Their mother branded Pride and Joy
The twins who gave her pride and joy,
And took the phrasing into heart
When nursing them to full-grown health.
Yet Joy still fed from mother’s breast
To seek the joy found nowhere else,
For work is joyless; someone else
Can care for worldly happenings.
And Joy lay stagnant, found no hope
When breast’s provisions ceased their flow,
So basked in comforts every day
Until the teat said “find a job!”
But Pride did nothing similar!
No offers broke sufficiency.
Without a helping hand to hold,
A life unnourished built itself.
Yet even though ‘twas disavowed,
A suckle hid in chewing gum,
A coddle hid in curling tight
At night, when Pride would sleep alone.
Never would a single moment
Pass without a wayward fancy,
Yearning, pining presence pleasant,
Supple flesh and subtle beauty,
Thrilling sinful, tired feelings
Simple stimulation sating
All the wishes human beings
Ever held in hopeless living.
How my mistress beckons madly,
How consumed my wanton passion;
How I love my one and only,
How I dream of you, my bacon.
I found myself one day at the bottom of a large pit. I woke as dawn settled one morning, weary from a long rest. I bothered not to demystify where I lay as reminders of my strange surroundings appeared. Sense came from absence; form came from formlessness. On an edge, a band of sanguine reflected into my eyes. The crescent widened ever more until indiscernible grooves in the stone became discernible, and I better understood the composition of the earth which confined me.
Once I decided I fell into enough trouble, having no memory of any day before today, I rose. As for me, I had no clothes and no clues. The pit, however, provided much to mull over. On all sides, a roughly circular wall of sandstone a dozen body lengths tall lined a gentle funnel of darker stone to where I slept, on a dais encircled by darker boulders of its same material. The parched air complemented the sandstone well. A sole waterfall spoke in sotto voce behind where I earlier spotted the crescent, snaking by pebbles toward the dais as the liquid gold sank between the cracks in the center. I must be in some sinkhole, I thought, fortunate enough to have water in an arid desert climate. My conjectures brought me relief and worry. I would surely starve here in this pit if I did not escape. A single twisted tree by the brook offered me nourishment from afar, but when I neared, I spotted no fruit on its branches. I would die here with this tree as company unless I scrambled up and away.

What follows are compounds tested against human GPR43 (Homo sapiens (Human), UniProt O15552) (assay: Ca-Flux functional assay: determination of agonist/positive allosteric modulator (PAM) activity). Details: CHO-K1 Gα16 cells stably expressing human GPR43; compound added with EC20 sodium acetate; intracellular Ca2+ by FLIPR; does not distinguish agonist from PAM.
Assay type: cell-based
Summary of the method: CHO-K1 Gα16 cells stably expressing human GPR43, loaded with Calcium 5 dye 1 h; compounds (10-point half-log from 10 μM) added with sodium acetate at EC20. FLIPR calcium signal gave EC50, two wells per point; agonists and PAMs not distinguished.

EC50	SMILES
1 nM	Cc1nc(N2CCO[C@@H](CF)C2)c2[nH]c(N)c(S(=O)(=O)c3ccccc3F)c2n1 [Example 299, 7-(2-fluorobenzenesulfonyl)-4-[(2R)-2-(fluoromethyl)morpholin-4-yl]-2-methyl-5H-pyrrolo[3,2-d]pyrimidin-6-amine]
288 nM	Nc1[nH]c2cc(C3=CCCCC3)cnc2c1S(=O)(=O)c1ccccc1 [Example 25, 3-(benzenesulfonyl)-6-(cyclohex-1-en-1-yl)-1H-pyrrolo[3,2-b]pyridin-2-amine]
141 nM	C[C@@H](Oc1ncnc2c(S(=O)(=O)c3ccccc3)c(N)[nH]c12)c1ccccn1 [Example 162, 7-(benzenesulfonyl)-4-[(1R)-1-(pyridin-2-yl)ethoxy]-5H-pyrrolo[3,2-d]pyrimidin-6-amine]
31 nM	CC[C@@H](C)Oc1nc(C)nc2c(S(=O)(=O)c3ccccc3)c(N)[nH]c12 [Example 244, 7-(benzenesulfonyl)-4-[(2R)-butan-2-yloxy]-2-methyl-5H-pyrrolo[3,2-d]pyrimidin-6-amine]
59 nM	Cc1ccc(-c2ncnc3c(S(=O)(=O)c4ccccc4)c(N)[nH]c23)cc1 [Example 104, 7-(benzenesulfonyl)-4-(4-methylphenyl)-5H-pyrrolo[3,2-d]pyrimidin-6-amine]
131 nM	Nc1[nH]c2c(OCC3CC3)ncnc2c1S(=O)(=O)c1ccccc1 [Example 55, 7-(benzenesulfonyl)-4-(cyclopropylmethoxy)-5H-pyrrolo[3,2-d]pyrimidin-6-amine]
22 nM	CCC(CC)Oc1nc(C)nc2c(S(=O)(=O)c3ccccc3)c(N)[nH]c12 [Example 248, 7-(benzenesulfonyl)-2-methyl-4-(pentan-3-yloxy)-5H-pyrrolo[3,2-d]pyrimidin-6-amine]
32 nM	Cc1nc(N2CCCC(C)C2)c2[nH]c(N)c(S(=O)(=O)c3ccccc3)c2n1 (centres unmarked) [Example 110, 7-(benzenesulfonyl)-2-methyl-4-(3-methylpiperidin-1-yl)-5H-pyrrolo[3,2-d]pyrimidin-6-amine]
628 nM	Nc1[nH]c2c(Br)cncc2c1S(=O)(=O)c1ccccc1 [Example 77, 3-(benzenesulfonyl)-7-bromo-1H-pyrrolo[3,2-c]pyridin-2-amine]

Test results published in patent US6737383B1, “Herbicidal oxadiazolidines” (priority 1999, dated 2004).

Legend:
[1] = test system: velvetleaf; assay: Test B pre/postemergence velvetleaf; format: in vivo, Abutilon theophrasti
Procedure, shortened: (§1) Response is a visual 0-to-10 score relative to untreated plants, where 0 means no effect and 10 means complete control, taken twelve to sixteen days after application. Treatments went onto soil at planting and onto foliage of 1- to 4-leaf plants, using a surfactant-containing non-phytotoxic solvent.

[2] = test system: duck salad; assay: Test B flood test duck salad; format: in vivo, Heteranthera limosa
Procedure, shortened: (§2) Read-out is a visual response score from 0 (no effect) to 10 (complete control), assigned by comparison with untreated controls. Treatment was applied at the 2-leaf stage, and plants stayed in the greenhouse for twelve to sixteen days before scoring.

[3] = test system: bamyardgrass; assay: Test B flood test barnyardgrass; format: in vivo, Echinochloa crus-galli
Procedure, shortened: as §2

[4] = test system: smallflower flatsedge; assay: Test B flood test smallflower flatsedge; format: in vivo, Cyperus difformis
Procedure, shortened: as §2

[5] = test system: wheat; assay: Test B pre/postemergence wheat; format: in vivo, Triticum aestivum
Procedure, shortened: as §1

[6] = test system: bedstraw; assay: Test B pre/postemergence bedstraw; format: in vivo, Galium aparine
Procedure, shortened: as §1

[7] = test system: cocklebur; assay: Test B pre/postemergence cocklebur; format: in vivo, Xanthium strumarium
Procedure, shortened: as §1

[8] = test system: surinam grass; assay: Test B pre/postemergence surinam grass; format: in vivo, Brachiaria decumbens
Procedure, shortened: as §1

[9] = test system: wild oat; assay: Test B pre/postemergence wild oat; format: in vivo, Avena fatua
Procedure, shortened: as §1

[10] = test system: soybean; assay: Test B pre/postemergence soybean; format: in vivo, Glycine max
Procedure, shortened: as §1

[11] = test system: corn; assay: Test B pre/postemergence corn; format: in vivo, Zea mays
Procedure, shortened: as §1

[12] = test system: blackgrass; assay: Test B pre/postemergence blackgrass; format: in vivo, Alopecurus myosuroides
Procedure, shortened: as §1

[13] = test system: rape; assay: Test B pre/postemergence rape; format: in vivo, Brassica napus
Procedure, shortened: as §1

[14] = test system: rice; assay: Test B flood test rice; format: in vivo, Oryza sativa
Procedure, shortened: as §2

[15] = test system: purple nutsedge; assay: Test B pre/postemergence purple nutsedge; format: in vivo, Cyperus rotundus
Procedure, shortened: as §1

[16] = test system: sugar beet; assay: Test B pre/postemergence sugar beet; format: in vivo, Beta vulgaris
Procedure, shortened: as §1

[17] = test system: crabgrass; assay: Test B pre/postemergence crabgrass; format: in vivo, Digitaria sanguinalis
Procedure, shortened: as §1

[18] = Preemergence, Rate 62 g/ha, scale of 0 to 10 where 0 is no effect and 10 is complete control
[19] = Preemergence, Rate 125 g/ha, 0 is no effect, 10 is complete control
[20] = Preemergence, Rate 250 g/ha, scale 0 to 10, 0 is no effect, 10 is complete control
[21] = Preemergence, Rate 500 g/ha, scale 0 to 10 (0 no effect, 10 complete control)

And I tried—I did! I gripped the gradual crags with my fingers’ every will, but never gained vertical ground. At the point of physical exhaustion, the sun bid forth my sweat, and I retired to the dais. In the succeeding hours, the sun reached its perigee; my patience, its apogee. The heat of everything above and below drove me to the edge of total submission. Looking over the cliff on the floor of the pit, I turned my head from side to side to avoid burns slower and slower.
On a switch, I caught a ray of green I had never caught before. By the stream, beneath a rock, a new color tucked itself in shade. I bore through endless unpleasant positions from here to there to uncover the secret. Wrapped in cloths underneath that rock were a roll of wheat and a handful of figs. I pulled away the fabrics, placing the first beneath my feet and the second on my nape. Left with the food, I dined.
Not until my meal disappeared and I sated myself did I begin to wonder what produce plainly placed in a wasteland meant. Perhaps whatever force sent me here let me struggle to claim and survive off something not belonging to me. Yet I spotted neither man nor god in the depths of the pit at the hour of agony.
The day passed. The crescent closed on the other side. After a futile day with more unanswered questions than at its onset, I welcomed rest at the dais at the base of the pit.
Many such days ensued. They flowed together as one, with no distinguishing factors between them in the scheme. I woke, I dawdled in similar ways, I suffered in similar ways, I fed on similar meals stowed under similar shelter. No two cycles were identical, but each was alike, each a shadow of the former.
The exception among them coincided with an uneasy night. For reasons beyond my reasoning, I stared at the stars and stayed silent on a still dusk. My lament consumed me. I would, I figured, never know what I was doing here, only what I did. At the very lowest point of existence, gazing upward at the heavens, my perspective shifted. The walls bent inward into themselves; the sky bubbled to meet my outstretched body. A sense of unity and peace rose within me. I blinked—just once—and peered down into the stars. I observed from the highest ceiling the entire universe. The cosmic dust, the stars, the galaxies, the matter unknown—all beckoned and vibrated in a way I had never identified, for nothing distinguished the trapped nomad and the eternal being and nonbeing beneath. Nothing changed and nothing hid.